DEEP Updates Engineered Control Financial Assurance Guidance

On January 31, 2013, the Connecticut Department of Energy and Environmental Protection (DEEP) unveiled revisions to guidance on financial assurance for engineered control variances under the Remediation Standard Regulations (RSRs). 

In remediating contaminated property, engineered controls serve to “physically isolate” contaminated soil.  Under the RSRs, an approved engineered control renders direct exposure and pollutant mobility criteria inapplicable to the “isolated” soil.  Contaminated soil can then be left in place, so the engineered control can be a valuable part of a strategy to achieve RSR compliance on relatively cost-effective terms.

Despite their potential to streamline and simplify remediation projects, engineered controls have proven challenging to implement.  Even for sites delegated for supervision by a Licensed Environmental Professional, every control requires DEEP staff review of risks, costs and benefits.  Proponents must provide for ongoing inspection and maintenance of controls and supply financial assurance for performance over an operational lifetime that may extend for decades.  Because each proposal is unique, DEEP review and approval have been ad hoc, time-consuming and unpredictable.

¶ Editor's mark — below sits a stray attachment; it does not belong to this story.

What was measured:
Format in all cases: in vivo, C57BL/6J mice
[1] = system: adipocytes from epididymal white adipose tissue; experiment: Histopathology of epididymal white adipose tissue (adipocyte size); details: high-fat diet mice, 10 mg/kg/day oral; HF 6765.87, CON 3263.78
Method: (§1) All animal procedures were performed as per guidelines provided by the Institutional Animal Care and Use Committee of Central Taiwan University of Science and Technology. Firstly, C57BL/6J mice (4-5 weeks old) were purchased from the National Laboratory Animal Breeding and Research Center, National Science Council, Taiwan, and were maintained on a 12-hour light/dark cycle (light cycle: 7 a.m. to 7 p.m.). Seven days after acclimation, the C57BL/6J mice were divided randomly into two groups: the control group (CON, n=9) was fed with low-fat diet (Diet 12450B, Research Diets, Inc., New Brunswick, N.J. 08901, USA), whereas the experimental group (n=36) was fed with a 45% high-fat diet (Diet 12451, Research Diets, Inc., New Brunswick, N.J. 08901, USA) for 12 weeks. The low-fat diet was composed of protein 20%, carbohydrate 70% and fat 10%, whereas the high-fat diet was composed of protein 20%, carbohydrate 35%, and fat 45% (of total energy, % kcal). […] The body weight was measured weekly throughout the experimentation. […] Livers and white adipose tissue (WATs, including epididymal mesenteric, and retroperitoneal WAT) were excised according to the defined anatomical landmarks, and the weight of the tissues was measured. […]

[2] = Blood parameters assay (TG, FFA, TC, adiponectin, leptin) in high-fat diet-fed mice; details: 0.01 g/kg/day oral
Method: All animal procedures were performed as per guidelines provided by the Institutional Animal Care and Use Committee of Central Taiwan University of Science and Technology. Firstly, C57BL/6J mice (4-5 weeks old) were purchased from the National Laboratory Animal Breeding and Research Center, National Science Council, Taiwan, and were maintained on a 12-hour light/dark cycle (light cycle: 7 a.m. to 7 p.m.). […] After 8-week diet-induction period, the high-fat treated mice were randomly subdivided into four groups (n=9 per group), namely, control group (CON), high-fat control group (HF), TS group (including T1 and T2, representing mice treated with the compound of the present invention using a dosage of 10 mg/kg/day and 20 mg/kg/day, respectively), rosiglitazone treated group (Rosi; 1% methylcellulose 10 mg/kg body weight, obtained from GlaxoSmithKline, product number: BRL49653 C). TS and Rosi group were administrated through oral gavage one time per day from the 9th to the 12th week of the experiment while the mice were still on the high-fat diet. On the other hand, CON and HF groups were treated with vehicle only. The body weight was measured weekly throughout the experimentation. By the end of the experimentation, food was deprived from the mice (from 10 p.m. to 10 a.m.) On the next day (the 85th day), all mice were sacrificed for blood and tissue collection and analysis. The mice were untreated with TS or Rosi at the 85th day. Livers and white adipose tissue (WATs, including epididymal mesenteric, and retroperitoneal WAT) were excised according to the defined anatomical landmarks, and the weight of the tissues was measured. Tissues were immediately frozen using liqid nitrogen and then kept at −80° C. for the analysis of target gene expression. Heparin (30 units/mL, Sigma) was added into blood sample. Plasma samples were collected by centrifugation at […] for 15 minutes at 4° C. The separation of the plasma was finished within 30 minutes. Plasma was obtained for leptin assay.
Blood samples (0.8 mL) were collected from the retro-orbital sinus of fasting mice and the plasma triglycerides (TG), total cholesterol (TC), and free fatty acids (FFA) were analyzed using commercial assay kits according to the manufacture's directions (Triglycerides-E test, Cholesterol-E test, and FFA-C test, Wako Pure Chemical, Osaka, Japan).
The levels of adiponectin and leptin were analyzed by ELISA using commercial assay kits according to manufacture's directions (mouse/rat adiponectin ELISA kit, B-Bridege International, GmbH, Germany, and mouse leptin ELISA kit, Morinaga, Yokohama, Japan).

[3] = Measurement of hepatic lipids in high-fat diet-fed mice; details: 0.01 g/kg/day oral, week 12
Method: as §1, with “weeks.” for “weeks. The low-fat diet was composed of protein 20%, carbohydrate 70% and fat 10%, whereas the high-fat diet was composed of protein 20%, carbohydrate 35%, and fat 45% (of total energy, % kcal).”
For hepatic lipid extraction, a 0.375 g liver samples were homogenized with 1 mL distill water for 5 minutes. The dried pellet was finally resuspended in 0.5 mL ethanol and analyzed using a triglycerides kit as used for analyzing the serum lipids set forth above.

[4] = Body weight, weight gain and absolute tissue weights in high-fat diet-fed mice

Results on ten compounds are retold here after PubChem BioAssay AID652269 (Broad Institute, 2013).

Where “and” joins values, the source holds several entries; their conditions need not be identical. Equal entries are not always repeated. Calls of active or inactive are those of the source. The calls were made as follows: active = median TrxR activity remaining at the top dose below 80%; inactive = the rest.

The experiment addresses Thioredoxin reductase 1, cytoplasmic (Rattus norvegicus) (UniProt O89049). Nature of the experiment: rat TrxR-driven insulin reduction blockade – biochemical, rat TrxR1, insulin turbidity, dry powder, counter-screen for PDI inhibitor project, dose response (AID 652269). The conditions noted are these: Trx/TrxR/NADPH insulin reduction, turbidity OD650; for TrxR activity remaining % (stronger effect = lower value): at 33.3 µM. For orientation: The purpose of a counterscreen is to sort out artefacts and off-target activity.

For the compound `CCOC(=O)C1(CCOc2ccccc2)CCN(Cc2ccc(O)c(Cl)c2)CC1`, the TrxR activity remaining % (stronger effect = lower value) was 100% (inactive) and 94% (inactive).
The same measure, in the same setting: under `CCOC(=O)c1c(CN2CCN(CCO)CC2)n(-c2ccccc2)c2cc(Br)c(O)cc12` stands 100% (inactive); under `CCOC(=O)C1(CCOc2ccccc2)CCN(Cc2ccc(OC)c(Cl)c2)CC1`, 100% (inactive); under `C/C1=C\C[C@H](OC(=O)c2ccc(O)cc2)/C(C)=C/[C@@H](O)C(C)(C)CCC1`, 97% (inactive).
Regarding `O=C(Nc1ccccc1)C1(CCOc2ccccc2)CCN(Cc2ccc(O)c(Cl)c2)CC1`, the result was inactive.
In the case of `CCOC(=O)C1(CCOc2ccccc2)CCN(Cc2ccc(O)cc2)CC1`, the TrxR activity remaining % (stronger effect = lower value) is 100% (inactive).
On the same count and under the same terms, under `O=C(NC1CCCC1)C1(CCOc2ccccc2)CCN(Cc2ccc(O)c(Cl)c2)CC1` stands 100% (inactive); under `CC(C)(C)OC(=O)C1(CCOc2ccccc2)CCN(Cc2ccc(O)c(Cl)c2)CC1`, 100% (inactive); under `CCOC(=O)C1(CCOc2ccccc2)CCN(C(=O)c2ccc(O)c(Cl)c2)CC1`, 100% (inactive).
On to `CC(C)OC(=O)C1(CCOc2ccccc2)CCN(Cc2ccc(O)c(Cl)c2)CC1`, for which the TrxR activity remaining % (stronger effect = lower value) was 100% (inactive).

Continuing an ongoing process of improving the utility of the engineered control mechanism, the revisions just announced address financial assurance requirements.   

Significantly, DEEP has reordered its preferences among financial assurance options, giving first priority to irrevocable standby letters of credit and performance bonds.  Trust funds, formerly the first preference, drop to third place.  Insurance remains the fourth option.  

On-line resources now include a “financial assurance calculator” spreadsheet, as well as templates for letters of credit and performance bonds, and a separate document detailing DEEP’s conditions for approval of letters of credit.

DEEP also provides a database of thirty-three sites where it has approved engineered controls.  For administrative staff and the regulated community alike, the database is an invaluable resource to share information about the spectrum of controls that DEEP has approved and that may therefore be available in comparable situations.

The new refinements on financial assurance continue an incremental process of realizing the full potential of the engineered control variance mechanism.  Even as DEEP continues its ambitious initiative to “transform” Connecticut’s remediation programs, these changes reflect the value of efforts to enhance the effectiveness of existing programs. 

Pullman & Comley’s environmental attorneys have played major roles in negotiating and implementing five of the thirty-three engineered controls listed on the DEEP database; of those, Chris McCormack has had lead counsel responsibility for three.

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